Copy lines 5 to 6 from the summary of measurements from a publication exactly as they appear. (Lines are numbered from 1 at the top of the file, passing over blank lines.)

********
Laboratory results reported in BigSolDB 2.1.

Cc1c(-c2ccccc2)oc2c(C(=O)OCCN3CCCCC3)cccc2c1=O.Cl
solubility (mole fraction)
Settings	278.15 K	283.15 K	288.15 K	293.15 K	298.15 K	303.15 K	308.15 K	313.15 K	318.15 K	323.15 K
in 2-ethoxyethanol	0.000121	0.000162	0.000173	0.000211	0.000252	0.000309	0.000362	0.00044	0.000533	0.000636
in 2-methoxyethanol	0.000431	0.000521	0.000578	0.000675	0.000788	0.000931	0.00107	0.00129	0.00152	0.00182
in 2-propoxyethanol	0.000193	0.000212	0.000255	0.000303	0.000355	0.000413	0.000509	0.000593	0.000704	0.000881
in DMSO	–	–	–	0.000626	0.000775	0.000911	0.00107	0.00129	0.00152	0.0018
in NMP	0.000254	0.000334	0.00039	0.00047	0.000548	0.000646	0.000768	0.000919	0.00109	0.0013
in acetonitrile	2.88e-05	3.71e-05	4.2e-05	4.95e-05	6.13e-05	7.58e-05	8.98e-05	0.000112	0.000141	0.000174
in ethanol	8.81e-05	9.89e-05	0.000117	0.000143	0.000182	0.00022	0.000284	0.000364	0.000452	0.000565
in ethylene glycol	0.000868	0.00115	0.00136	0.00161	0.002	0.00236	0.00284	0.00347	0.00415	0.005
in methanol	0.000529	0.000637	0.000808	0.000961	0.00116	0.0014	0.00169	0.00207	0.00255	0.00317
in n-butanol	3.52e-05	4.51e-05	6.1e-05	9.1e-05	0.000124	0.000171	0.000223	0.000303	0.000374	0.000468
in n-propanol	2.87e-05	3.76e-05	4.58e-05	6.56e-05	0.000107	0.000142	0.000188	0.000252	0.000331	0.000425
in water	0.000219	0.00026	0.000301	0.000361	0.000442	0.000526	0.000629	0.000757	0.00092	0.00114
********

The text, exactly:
in 2-ethoxyethanol	0.000121	0.000162	0.000173	0.000211	0.000252	0.000309	0.000362	0.00044	0.000533	0.000636
in 2-methoxyethanol	0.000431	0.000521	0.000578	0.000675	0.000788	0.000931	0.00107	0.00129	0.00152	0.00182